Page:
# 9.6 The Law of Cosines

**Law of Cosines • Case 3: Two Sides & Included Angle • Case 4: Three Sides • Summary of Solving Oblique Triangles**

As noted in the last section, the law of sines cannot be used for Case 3 (two sides and the included angle) and Case 4 (three sides). In this section, we develop the *law of cosines,* which can be used for Cases 3 and 4. After finding another part of the triangle using the law of cosines, we will often find it easier to complete the solution using the law of sines.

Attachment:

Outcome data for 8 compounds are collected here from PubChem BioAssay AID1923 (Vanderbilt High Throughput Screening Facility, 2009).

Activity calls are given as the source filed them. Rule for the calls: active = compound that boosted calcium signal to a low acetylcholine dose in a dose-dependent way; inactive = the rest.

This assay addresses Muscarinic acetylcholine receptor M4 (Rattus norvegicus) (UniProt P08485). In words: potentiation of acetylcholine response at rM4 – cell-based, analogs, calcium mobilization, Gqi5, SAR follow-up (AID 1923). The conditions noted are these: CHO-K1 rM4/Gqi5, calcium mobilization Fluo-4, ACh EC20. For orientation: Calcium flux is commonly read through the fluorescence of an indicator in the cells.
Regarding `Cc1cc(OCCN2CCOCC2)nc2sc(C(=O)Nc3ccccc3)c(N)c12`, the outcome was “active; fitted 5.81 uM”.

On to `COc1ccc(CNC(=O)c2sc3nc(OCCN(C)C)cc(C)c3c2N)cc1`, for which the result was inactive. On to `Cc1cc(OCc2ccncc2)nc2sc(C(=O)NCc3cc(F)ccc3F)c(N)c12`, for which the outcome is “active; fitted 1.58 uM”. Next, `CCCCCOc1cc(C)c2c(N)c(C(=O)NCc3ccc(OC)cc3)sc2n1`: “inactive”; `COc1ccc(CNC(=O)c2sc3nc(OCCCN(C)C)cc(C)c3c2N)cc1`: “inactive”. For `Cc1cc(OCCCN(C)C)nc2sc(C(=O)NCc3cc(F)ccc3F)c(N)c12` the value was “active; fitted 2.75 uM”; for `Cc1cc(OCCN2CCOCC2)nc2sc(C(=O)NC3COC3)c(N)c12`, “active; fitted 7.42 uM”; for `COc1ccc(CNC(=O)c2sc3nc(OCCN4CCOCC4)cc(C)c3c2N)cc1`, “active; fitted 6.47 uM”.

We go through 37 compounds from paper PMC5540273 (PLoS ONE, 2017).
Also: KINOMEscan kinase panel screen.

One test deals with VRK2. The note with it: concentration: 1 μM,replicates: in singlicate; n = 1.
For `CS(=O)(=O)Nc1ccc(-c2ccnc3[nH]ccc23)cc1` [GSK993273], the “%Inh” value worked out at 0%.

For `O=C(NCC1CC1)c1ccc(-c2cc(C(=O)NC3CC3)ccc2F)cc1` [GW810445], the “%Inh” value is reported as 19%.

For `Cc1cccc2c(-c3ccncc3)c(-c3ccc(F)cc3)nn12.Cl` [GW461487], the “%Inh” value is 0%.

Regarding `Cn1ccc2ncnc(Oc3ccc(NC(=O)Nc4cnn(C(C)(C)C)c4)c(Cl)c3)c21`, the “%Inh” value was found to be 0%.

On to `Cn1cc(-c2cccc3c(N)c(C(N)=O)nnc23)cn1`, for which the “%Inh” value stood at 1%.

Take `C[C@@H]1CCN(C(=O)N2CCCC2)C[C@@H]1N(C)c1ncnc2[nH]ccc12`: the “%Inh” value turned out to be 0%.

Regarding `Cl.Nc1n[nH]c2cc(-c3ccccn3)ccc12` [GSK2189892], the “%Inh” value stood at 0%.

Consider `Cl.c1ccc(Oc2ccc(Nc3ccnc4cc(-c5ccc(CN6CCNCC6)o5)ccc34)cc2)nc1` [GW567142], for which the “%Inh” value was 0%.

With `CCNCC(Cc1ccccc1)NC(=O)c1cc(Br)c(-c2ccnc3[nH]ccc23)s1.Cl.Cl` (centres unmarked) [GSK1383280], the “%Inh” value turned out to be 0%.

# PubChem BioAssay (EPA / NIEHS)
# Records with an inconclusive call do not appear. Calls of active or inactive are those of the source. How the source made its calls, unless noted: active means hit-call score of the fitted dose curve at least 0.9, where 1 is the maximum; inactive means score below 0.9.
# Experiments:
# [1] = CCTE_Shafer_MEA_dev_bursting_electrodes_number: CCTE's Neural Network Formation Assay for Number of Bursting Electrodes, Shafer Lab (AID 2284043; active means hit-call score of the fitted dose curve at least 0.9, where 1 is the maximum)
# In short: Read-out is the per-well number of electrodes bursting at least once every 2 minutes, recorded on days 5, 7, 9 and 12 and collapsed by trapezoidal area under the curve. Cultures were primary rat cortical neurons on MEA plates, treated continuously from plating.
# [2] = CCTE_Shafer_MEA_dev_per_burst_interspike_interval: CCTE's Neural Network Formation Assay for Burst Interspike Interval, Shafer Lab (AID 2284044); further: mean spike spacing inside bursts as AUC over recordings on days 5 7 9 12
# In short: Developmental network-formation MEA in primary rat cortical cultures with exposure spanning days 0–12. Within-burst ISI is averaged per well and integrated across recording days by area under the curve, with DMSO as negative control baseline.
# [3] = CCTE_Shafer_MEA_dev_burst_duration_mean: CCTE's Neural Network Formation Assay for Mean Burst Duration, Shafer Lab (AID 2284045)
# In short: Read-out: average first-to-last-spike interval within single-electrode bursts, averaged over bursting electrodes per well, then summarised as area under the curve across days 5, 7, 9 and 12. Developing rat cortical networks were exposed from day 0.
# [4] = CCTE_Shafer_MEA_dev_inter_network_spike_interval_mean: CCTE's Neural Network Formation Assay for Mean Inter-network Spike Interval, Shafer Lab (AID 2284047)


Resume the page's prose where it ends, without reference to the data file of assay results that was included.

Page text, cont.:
Consider any oblique triangle—for example, either triangle shown in Fig. 9.68. For each triangle, $h\hspace{0.17em}/\hspace{0.17em}b\hspace{0.17em}=\hspace{0.17em}\mathrm{sin}\text{}A\hspace{0.17em},\hspace{0.17em}$ or $h\hspace{0.17em}=\hspace{0.17em}b\mathrm{sin}\text{}A\hspace{0.17em}.\hspace{0.17em}$ Also, using the Pythagorean theorem, we obtain ${a}^{2}\hspace{0.17em}=\hspace{0.17em}{h}^{2}\hspace{0.17em}+\hspace{0.17em}{x}^{2}$ for each triangle. Therefore [with ${(\mathrm{sin}\text{}A)}^{2}\hspace{0.17em}=\hspace{0.17em}{\mathrm{sin}}^{2}A$], ...

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